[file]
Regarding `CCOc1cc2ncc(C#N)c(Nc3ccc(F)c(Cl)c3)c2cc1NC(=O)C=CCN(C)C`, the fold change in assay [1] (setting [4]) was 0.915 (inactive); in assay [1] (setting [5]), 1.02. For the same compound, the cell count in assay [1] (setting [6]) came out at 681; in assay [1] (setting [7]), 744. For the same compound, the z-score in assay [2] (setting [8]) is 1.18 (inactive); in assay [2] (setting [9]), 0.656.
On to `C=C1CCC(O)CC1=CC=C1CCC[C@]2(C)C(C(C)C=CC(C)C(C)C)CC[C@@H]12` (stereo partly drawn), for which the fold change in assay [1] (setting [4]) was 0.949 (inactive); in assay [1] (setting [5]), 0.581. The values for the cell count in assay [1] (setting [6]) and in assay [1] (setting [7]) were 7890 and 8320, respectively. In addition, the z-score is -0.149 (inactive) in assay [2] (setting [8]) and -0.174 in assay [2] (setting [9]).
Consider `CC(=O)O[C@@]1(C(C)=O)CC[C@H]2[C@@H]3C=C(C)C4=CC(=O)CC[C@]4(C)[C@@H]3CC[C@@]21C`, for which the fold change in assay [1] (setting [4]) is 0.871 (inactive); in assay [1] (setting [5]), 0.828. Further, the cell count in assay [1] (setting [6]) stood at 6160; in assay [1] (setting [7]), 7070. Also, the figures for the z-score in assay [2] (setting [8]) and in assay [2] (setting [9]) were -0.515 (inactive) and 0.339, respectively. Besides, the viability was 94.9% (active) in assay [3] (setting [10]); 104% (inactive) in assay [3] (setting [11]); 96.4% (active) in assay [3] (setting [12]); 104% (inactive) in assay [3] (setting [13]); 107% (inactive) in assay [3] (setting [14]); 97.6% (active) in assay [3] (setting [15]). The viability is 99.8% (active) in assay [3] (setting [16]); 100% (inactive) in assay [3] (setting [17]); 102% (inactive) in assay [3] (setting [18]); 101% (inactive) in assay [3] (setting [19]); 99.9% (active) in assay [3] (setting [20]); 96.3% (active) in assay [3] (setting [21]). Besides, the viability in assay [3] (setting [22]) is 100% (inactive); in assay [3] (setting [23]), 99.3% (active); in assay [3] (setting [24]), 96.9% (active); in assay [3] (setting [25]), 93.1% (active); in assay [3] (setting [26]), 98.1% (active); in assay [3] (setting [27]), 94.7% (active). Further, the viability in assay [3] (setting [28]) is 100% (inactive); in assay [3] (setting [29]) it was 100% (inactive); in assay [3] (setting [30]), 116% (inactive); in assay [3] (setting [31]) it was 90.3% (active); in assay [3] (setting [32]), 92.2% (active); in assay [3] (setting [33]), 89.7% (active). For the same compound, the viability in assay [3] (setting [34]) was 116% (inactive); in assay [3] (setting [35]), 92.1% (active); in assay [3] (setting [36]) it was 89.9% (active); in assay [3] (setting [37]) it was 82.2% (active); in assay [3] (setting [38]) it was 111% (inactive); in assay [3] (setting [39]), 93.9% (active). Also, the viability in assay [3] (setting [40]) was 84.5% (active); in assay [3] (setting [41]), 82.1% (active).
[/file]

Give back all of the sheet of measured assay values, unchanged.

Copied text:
Regarding `CCOc1cc2ncc(C#N)c(Nc3ccc(F)c(Cl)c3)c2cc1NC(=O)C=CCN(C)C`, the fold change in assay [1] (setting [4]) was 0.915 (inactive); in assay [1] (setting [5]), 1.02. For the same compound, the cell count in assay [1] (setting [6]) came out at 681; in assay [1] (setting [7]), 744. For the same compound, the z-score in assay [2] (setting [8]) is 1.18 (inactive); in assay [2] (setting [9]), 0.656.
On to `C=C1CCC(O)CC1=CC=C1CCC[C@]2(C)C(C(C)C=CC(C)C(C)C)CC[C@@H]12` (stereo partly drawn), for which the fold change in assay [1] (setting [4]) was 0.949 (inactive); in assay [1] (setting [5]), 0.581. The values for the cell count in assay [1] (setting [6]) and in assay [1] (setting [7]) were 7890 and 8320, respectively. In addition, the z-score is -0.149 (inactive) in assay [2] (setting [8]) and -0.174 in assay [2] (setting [9]).
Consider `CC(=O)O[C@@]1(C(C)=O)CC[C@H]2[C@@H]3C=C(C)C4=CC(=O)CC[C@]4(C)[C@@H]3CC[C@@]21C`, for which the fold change in assay [1] (setting [4]) is 0.871 (inactive); in assay [1] (setting [5]), 0.828. Further, the cell count in assay [1] (setting [6]) stood at 6160; in assay [1] (setting [7]), 7070. Also, the figures for the z-score in assay [2] (setting [8]) and in assay [2] (setting [9]) were -0.515 (inactive) and 0.339, respectively. Besides, the viability was 94.9% (active) in assay [3] (setting [10]); 104% (inactive) in assay [3] (setting [11]); 96.4% (active) in assay [3] (setting [12]); 104% (inactive) in assay [3] (setting [13]); 107% (inactive) in assay [3] (setting [14]); 97.6% (active) in assay [3] (setting [15]). The viability is 99.8% (active) in assay [3] (setting [16]); 100% (inactive) in assay [3] (setting [17]); 102% (inactive) in assay [3] (setting [18]); 101% (inactive) in assay [3] (setting [19]); 99.9% (active) in assay [3] (setting [20]); 96.3% (active) in assay [3] (setting [21]). Besides, the viability in assay [3] (setting [22]) is 100% (inactive); in assay [3] (setting [23]), 99.3% (active); in assay [3] (setting [24]), 96.9% (active); in assay [3] (setting [25]), 93.1% (active); in assay [3] (setting [26]), 98.1% (active); in assay [3] (setting [27]), 94.7% (active). Further, the viability in assay [3] (setting [28]) is 100% (inactive); in assay [3] (setting [29]) it was 100% (inactive); in assay [3] (setting [30]), 116% (inactive); in assay [3] (setting [31]) it was 90.3% (active); in assay [3] (setting [32]), 92.2% (active); in assay [3] (setting [33]), 89.7% (active). For the same compound, the viability in assay [3] (setting [34]) was 116% (inactive); in assay [3] (setting [35]), 92.1% (active); in assay [3] (setting [36]) it was 89.9% (active); in assay [3] (setting [37]) it was 82.2% (active); in assay [3] (setting [38]) it was 111% (inactive); in assay [3] (setting [39]), 93.9% (active). Also, the viability in assay [3] (setting [40]) was 84.5% (active); in assay [3] (setting [41]), 82.1% (active).